May 21, 2018. This is the winter of our discontent. The last time I curled was April 21, 2018. Schenectady Curling Club. More or less a charity event for the Rutland Rocks people, who never ever get to curl on dedicated ice unless we pay $$dough to participate in a bonspiel. It seems like way more than a month ago—and with Upper Valley/Woodstock Curling Club not active again until July 7, I am not yet halfway through to the other side.
Curling. O how I love thee, and I know not why. This is an attempt to make sense of the obsession, to pick apart the logic, to begin to assess whether the weird game with the rocks and the ice and the yelling is good and true and what I need. Otherwise, what. The. Actual. F. I don’t even want to tell you how much money I spent on curling last year.
Curling, I love how you take me out of my everyday set of stuff I need to think about and make me think about totally different stuff. In fact, you make me think about stuff I learned long ago: Geometry, physics, simple addition—it’s all there. Plus I have to pay attention to detail: Whether my crash hat is on straight, whether my broom is in the optimum position for sweeping, and whether I have transferred my stick to the opposite end of the sheet after delivering my two stones. The rhythm of each end, each game, each tournament is hypnotic and comforting, demanding and relaxing. Through it I reach a different plane—not necessarily higher, but parallel and emphatically not here. A true break.
At the same time, curling is very Zen. To do it well you need to be present, in the moment, just as it unfolds. You have to let go of expectations about what the next rock is going to be like, what the next end will bring, and how far you will get in the bracket. You have to focus on what is happening NOW, and deal with it as best, as gracefully, as appropriately as you can.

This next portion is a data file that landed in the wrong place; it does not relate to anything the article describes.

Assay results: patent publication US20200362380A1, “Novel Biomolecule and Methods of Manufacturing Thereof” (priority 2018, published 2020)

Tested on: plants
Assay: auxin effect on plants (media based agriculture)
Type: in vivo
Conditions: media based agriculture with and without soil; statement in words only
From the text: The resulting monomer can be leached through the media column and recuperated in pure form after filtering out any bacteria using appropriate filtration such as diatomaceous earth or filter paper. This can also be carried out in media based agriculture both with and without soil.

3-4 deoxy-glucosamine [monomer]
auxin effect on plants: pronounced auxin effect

At the same time, you get to slow down time by breaking each task of the sport down into its constituent parts and doing your best to perform each task as close to perfectly as you can. Tasks include delivering the stone, sweeping the stone, and if you are vice or skip, reading the ice, reading the players, and figuring out the strategy. The constituent parts of each of those tasks takes seasons to learn, at least for me, as I am still learning.
Communication is key. We engage in an effort to call to others’ attention what is happening to ice, stone, sweeping, trajectory, speed, and balance in the moment. Within each task of each stones delivery exists rare opportunity for development in how to communicate to your teammate what you see, what you perceive is going to happen to that stone in the next nanosecond, and other ways of playing the next stone.
I love the times when my sweeping partner and I both start sweeping at the same time, unbidden, a simple, appropriate response to the trajectory and speed of the stone in the moment.
The labor of the sport is subtle and about as strenuous as I want to make it for myself. Sweeping the stone properly requires upper body strength like you wouldn’t believe. Cardio is definitely there, and then you have to transition from the sweep to being centered for delivery. It’s harder than it looks.